First Aid Management of Seizure Attack

Fact Checked

Seizure attacks or convulsions are transient events due to abnormal paroxysmal discharge of the cerebral neurons. These can be varied from a full blown generalized seizure where person suddenly falls down unconscious, followed by jerking movements of body, frothing, with loss of bladder and bowel control or on the other hand a very subtle period of loss of consciousness that it may pass unnoticed altogether.

Seizures can be broadly classified in to generalized and partial seizures according to the area involved in brain. These are again reclassified into various syndromes according to the age group affected, patterns of seizures, EEG changes, other associations etc. In certain conditions these tend to occur very frequently despite aggressive anti – epileptic treatment.

Seizures can occur in:

  • A patient with epilepsy
  • Due to an infection of central nervous system – (e.g. meningitis, encephalitis, brain abscess).
  • Following trauma to head.
  • Secondary to autoimmune diseases (e.g. SLE).
  • Due to Ischemic stroke.
  • Neoplasm – (benign or malignant brain tumors or secondary tumor deposits from other sites).
  • Due to alcohol or benzodiazepam withdrawal.
  • Following Toxin ingestion.
  • In hypoglycemic patients.
  • Due to electrolyte imbalance.
  • Due to uremia secondary to liver or kidney failure.

How to recognize a seizure?

  1. Episodic disturbances to the level of consciousness or episodic motor, sensory or psychic disturbances.
  2. Tonic –clonic (i.e. rhythmic) movements of arms and/or legs or rigidity.
  3. Tongue bite.
  4. Frothing from mouth.
  5. Involuntary passage of urine and/or stool.
  6. Aura just before onset.

In a typical generalized seizure the patient may complain of typical aura just before onset of event, then he will suddenly fall unconscious, eyes rolled up, frothing from mouth, limbs may stiffen first and then will move to and fro rhythmically, sometimes loss of bladder/bowel control may ensue. The event usually may persist for about 3 – 5 minutes and then he will recover spontaneously. After the seizure patient may fall into a sleep or to a lethargic state which is called post – ictal drowsiness. However this picture can change widely according to the disease condition he is having.

It should be emphasized that any seizure persisting for more than 15 – 20 minutes without recovery is critical and require urgent medical attention.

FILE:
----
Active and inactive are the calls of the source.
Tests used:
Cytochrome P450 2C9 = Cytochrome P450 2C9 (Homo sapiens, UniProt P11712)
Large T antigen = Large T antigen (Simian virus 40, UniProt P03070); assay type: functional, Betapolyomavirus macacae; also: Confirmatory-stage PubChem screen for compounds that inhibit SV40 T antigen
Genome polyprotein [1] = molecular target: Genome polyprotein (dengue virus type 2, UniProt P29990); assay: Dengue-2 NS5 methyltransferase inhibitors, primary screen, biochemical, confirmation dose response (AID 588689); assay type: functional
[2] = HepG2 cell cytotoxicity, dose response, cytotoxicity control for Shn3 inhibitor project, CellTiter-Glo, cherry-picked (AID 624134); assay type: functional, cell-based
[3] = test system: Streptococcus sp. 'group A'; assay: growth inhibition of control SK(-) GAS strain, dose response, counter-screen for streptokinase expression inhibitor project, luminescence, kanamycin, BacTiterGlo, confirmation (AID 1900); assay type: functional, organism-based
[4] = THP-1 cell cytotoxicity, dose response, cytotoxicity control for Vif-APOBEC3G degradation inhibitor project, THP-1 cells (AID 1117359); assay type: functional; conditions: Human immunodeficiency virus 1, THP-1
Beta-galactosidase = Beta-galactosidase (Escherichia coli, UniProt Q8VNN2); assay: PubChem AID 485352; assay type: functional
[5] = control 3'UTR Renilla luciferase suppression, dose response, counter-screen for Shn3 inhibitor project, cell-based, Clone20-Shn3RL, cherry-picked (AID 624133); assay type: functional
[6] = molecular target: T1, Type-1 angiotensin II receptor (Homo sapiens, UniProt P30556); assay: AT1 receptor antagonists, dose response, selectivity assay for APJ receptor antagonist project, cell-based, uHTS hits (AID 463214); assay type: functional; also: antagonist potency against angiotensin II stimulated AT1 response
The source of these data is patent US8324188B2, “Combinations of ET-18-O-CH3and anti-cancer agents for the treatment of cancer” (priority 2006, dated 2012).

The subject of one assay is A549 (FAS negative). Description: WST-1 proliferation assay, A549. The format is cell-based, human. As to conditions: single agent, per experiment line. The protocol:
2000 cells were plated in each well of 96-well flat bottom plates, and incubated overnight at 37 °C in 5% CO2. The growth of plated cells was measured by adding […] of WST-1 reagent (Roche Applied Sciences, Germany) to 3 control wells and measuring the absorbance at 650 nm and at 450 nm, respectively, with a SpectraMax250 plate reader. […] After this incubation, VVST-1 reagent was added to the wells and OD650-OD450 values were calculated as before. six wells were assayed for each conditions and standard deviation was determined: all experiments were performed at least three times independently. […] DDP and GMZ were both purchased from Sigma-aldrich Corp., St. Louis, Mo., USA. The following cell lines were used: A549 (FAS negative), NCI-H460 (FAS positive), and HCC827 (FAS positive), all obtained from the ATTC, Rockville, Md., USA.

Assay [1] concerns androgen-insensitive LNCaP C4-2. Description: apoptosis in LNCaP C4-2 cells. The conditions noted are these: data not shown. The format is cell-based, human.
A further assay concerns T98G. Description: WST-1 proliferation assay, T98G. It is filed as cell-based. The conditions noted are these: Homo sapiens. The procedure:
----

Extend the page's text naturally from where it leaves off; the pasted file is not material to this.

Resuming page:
First aid management

  1. First Stay calm and ensure safety of victim as well as yourself.
  2. Remove injurious agents that can be harmful to victim (i.e. sharp objects).
  3. Do not move or disturb patient and help him to lie flat on floor.
  4. If possible gently place the patient in recovery position (left lateral position) in order to facilitate breathing because they can have airway obstruction due to froth in mouth as well as due to fall back of tongue which may cause brain damage.

seizure attack first aid

Fig 1: Recovery position

  1. Wait till the jerky movements to settle. Do not restrain movements.
  2. Check whether the victim carrying epilepsy identity card or MedicAleart™ bracelet.
  3. After movements stopped turn him to recovery position if you were unable to do so earlier.
  4. Reassure the patient and wait till the recovery is completed.
  5. Do not put anything to mouth or do not give food or water till full recovery.
  6.  Give basic life support if he has stopped breathing.
  7. Call emergency services if seizures last more than 10 minutes, when you are in doubt, if any injuries occurred during the event, if seizure has occurred in water (e.g. in a swimming pool), repeated seizures, first attack of seizure, or if the victim is having breathing difficulty following an attack.
  8. In absence seizures (brief episodes of silence without loss of consciousness) usually there is no need of first aid measures as other types but need reassuring.
  9. Advises for the patients
  • Always keep a MedicAlert™ bracelet or diagnosis card with you.
  • Inform about your disease and actions to be taken in an emergency to people who are working with you.
  • Use 2 pillows to prevent suffocation during sleep.
  • Do not stop medications abruptly.
  • Avoid dangerous situations (e.g. Heights, fireplaces, wells)
  • Take good sleep at least 7hrs.
  • Avoid allergic foods.
  • Avoid alcohol and smoking.
  • Maintain a healthy diet.

Consult a psychologist for mental support.

Was this post helpful?
Let us know if you liked the post. That’s the only way we can improve.
Yes0
No0

Tags:

No comments yet.

Leave a Reply

The information posted on this page is for educational purposes only.
If you need medical advice or help with a diagnosis contact a medical professional

  • All cprhcp.ca content is reviewed by a medical professional and / sourced to ensure as much factual accuracy as possible.

  • We have strict sourcing guidelines and only link to reputable websites, academic research institutions and medical articles.

  • If you feel that any of our content is inaccurate, out-of-date, or otherwise questionable, please contact us through our contact us page.

  • All cprhcp.ca content is reviewed by a medical professional and / sourced to ensure as much factual accuracy as possible.

  • We have strict sourcing guidelines and only link to reputable websites, academic research institutions and medical articles.

  • If you feel that any of our content is inaccurate, out-of-date, or otherwise questionable, please contact us through our contact us page.